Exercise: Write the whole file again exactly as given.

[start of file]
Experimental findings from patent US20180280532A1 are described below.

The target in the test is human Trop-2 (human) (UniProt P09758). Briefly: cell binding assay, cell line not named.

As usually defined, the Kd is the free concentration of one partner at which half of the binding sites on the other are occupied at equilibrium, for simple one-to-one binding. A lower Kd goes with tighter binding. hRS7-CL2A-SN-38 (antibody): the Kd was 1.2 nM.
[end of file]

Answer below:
Experimental findings from patent US20180280532A1 are described below.

The target in the test is human Trop-2 (human) (UniProt P09758). Briefly: cell binding assay, cell line not named.

As usually defined, the Kd is the free concentration of one partner at which half of the binding sites on the other are occupied at equilibrium, for simple one-to-one binding. A lower Kd goes with tighter binding. hRS7-CL2A-SN-38 (antibody): the Kd was 1.2 nM.